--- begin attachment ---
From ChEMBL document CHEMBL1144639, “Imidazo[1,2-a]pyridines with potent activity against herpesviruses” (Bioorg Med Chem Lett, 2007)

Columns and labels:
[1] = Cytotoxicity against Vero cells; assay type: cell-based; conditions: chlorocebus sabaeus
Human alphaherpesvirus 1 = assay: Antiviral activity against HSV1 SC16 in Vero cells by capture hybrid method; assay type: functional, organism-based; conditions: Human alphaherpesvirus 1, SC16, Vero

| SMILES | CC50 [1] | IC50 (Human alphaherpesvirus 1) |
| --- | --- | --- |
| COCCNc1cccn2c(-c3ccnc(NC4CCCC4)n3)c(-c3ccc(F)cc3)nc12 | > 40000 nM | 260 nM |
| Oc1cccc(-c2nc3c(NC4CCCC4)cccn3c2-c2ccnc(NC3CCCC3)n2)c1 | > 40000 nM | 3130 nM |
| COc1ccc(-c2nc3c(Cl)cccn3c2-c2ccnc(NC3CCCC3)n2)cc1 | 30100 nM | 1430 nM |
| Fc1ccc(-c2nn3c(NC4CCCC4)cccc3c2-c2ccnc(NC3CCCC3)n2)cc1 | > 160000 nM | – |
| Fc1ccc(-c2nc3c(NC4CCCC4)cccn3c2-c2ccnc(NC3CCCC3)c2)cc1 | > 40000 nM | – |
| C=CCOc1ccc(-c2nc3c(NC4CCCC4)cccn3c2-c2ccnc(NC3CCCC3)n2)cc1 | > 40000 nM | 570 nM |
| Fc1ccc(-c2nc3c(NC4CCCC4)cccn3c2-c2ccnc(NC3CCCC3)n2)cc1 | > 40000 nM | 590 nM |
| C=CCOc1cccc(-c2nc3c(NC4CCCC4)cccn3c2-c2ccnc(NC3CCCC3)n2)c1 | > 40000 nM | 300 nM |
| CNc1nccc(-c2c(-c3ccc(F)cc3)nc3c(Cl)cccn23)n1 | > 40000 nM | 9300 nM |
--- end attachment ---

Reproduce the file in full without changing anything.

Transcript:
From ChEMBL document CHEMBL1144639, “Imidazo[1,2-a]pyridines with potent activity against herpesviruses” (Bioorg Med Chem Lett, 2007)

Columns and labels:
[1] = Cytotoxicity against Vero cells; assay type: cell-based; conditions: chlorocebus sabaeus
Human alphaherpesvirus 1 = assay: Antiviral activity against HSV1 SC16 in Vero cells by capture hybrid method; assay type: functional, organism-based; conditions: Human alphaherpesvirus 1, SC16, Vero

| SMILES | CC50 [1] | IC50 (Human alphaherpesvirus 1) |
| --- | --- | --- |
| COCCNc1cccn2c(-c3ccnc(NC4CCCC4)n3)c(-c3ccc(F)cc3)nc12 | > 40000 nM | 260 nM |
| Oc1cccc(-c2nc3c(NC4CCCC4)cccn3c2-c2ccnc(NC3CCCC3)n2)c1 | > 40000 nM | 3130 nM |
| COc1ccc(-c2nc3c(Cl)cccn3c2-c2ccnc(NC3CCCC3)n2)cc1 | 30100 nM | 1430 nM |
| Fc1ccc(-c2nn3c(NC4CCCC4)cccc3c2-c2ccnc(NC3CCCC3)n2)cc1 | > 160000 nM | – |
| Fc1ccc(-c2nc3c(NC4CCCC4)cccn3c2-c2ccnc(NC3CCCC3)c2)cc1 | > 40000 nM | – |
| C=CCOc1ccc(-c2nc3c(NC4CCCC4)cccn3c2-c2ccnc(NC3CCCC3)n2)cc1 | > 40000 nM | 570 nM |
| Fc1ccc(-c2nc3c(NC4CCCC4)cccn3c2-c2ccnc(NC3CCCC3)n2)cc1 | > 40000 nM | 590 nM |
| C=CCOc1cccc(-c2nc3c(NC4CCCC4)cccn3c2-c2ccnc(NC3CCCC3)n2)c1 | > 40000 nM | 300 nM |
| CNc1nccc(-c2c(-c3ccc(F)cc3)nc3c(Cl)cccn23)n1 | > 40000 nM | 9300 nM |